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From Sheng Yang <>
Subject Re: [DISCUSS] git commit proces
Date Thu, 31 Jul 2014 17:54:40 GMT
On Thu, Jul 31, 2014 at 12:55 AM, Leo Simons <>

> On Jul 31, 2014, at 12:55 AM, Sheng Yang <> wrote:
> > I suppose it would work like this:
> > 1. In the original model, every release branch would be deleted after
> merge
> > into develop and master branch. There is no release/4.4.1 or release/4.5
> > branch.
> > 2. Say we don't follow original model, when one release is released, you
> > keep it. Say we have release/4.4 and release/4.5. And currently we're
> > working on 4.7 which is develop branch, MASTER is 4.6.
> > 3. I have one bug in 4.4, I checked in a fix in 4.4. Release 4.4.1.
> > 4. Then, conflict would happen when you merge release/4.4. branch to
> > release/4.5. Since the version number changed to 4.4.1. You need to deal
> > with version number conflict every time when merge to upper release.
> > 5. Suppose you dealt with version number change. New release/4.5 would
> > merge release/4.4 which merged release/4.3. Then you want to merge to
> > master because there is a fix. Well, dealt with version number change
> > conflict again.
> > 6. Then, you would need to merge master to develop branch?
> >
> > I am little worry about the conflict every time when merge happened.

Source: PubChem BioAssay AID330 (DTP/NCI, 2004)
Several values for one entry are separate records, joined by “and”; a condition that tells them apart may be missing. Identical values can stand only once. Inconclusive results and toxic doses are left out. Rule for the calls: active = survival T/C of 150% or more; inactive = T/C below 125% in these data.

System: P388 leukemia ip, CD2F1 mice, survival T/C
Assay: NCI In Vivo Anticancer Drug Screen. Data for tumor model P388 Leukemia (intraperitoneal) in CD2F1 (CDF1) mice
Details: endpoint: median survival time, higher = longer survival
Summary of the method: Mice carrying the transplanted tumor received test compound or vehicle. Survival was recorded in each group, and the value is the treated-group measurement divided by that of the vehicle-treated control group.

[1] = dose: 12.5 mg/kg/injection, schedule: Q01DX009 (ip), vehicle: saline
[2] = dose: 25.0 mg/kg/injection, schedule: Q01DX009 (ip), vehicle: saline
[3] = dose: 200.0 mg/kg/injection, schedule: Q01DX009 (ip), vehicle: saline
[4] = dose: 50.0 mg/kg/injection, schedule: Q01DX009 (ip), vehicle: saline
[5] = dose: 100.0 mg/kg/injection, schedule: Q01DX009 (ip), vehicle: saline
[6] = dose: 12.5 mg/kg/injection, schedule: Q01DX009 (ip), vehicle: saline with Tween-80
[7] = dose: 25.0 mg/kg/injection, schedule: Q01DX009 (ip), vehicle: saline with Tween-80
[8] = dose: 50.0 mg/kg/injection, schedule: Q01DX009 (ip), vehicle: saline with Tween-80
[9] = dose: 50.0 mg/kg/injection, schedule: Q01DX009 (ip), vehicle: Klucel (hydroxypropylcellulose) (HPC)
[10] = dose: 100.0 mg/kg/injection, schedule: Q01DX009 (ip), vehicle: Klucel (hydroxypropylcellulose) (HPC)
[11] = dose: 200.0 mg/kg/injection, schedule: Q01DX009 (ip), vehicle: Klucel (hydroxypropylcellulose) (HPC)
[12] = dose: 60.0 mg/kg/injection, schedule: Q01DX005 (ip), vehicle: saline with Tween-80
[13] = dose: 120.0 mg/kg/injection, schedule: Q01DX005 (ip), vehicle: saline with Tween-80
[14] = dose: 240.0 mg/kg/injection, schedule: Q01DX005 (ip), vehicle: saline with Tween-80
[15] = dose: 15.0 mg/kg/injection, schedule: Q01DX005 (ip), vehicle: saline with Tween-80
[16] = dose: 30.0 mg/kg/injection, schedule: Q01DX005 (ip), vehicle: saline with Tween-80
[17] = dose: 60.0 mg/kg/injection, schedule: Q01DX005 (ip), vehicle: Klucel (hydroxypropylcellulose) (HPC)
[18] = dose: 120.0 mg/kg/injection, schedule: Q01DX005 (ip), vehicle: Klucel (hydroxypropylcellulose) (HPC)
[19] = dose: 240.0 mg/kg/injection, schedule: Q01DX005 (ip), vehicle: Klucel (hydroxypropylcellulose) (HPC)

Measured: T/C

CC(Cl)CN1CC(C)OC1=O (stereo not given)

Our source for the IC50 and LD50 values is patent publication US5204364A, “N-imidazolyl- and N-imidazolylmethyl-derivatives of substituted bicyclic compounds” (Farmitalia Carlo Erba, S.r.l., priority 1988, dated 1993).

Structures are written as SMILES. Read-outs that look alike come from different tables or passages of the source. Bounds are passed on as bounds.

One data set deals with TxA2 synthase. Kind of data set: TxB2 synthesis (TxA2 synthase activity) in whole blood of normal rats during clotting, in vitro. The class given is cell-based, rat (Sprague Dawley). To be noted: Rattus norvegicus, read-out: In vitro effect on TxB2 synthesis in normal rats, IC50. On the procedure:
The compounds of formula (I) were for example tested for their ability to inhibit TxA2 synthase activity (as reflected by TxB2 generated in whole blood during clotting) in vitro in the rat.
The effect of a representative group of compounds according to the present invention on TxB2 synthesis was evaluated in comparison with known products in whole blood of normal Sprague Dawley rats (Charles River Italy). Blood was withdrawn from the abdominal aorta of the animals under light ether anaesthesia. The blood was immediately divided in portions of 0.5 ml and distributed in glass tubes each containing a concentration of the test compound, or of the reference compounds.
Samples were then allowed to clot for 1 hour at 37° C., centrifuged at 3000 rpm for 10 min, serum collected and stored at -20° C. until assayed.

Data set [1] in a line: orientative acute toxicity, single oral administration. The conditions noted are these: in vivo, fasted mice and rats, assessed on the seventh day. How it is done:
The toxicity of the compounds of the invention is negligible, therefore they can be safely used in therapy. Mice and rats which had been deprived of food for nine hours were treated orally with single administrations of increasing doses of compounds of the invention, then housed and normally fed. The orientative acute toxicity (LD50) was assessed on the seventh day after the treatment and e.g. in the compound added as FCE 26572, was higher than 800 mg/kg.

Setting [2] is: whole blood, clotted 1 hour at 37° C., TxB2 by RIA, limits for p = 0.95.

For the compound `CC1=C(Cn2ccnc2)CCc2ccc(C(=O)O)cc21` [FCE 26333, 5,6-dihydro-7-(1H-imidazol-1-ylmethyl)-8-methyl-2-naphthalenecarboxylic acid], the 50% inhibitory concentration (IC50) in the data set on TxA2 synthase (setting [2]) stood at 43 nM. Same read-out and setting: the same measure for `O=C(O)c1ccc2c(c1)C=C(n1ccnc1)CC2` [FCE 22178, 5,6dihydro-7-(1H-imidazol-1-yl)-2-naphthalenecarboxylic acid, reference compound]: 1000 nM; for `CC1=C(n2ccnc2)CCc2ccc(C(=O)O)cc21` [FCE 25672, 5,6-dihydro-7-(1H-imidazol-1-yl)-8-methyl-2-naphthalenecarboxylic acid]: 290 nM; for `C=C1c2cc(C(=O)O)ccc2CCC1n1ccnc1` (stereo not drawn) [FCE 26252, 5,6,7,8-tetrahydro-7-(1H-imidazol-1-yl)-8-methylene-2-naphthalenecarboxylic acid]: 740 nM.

> Seems
> > version number conflict need to be dealt with everytime, and probably
> some
> > other conflict. The conflict need to be solved may result in more
> > error-prone situation.
> Well, yes, _that_ would be horrible! :-)
> Fortunately a merge only considers things that haven’t been merged before.
> If V means ‘bump version’, given
> master -----------------------------------------
>          \                 / \
> r/4.5     V1---y----------V2  \
>                 \              \
> r/4.6            \              V3--z-----------
>                   \                /
> fix                x---------------
> because V1 is an ancestor of V3, when you merge x into r/4.6, git knows
> not to consider V1 commit again. It knows it only has to consider x. There
> is no conflict due to V1 or V2 at z. If you would do this
> master ------------------------------------------
>          \      \   /
> r/4.5     V1-----\-V2----------------------------
>                   \    \         \
> r/4.6              V3---\-----z——-\----------z2--
>                          \   /     \        /
> fix                       x—-       \      /
>                                      \    /
> fix2                                  x2--
> you will have a merge conflict once, at spot z, where you will have to
> resolve the conflict created by having conflicting ancestors V2 and V3. But
> you won’t have to deal with it at spot z2, since git will remember you
> already resolved that conflict before.
> As long as you merge, instead of cherry-pick.

If no matter how many times you merged from old release, you would only
need to solve version conflict once, that would be quite nice! Hope this
can get things done well.

Still, in this approach, one error in the old release would affect all the
following releases. That's something we need to be more careful than before.

> >> For example, the linux kernel has at least two active minor releases at
> >> any given time, and many more minor releases and forks going on at that
> >> same time, with hundreds (thousands?) of active developers, and even
> _they_
> >> don’t need freezes. Instead the power is in their choices of what they
> do
> >> and do not
> >